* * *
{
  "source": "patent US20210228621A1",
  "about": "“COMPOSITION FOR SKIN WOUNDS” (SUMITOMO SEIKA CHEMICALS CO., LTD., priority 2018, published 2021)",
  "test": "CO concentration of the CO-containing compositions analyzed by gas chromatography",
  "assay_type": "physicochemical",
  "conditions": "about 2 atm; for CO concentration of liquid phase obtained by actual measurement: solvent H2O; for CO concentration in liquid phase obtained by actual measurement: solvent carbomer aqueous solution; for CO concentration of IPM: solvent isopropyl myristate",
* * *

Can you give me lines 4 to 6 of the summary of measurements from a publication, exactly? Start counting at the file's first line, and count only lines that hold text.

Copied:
  "test": "CO concentration of the CO-containing compositions analyzed by gas chromatography",
  "assay_type": "physicochemical",
  "conditions": "about 2 atm; for CO concentration of liquid phase obtained by actual measurement: solvent H2O; for CO concentration in liquid phase obtained by actual measurement: solvent carbomer aqueous solution; for CO concentration of IPM: solvent isopropyl myristate",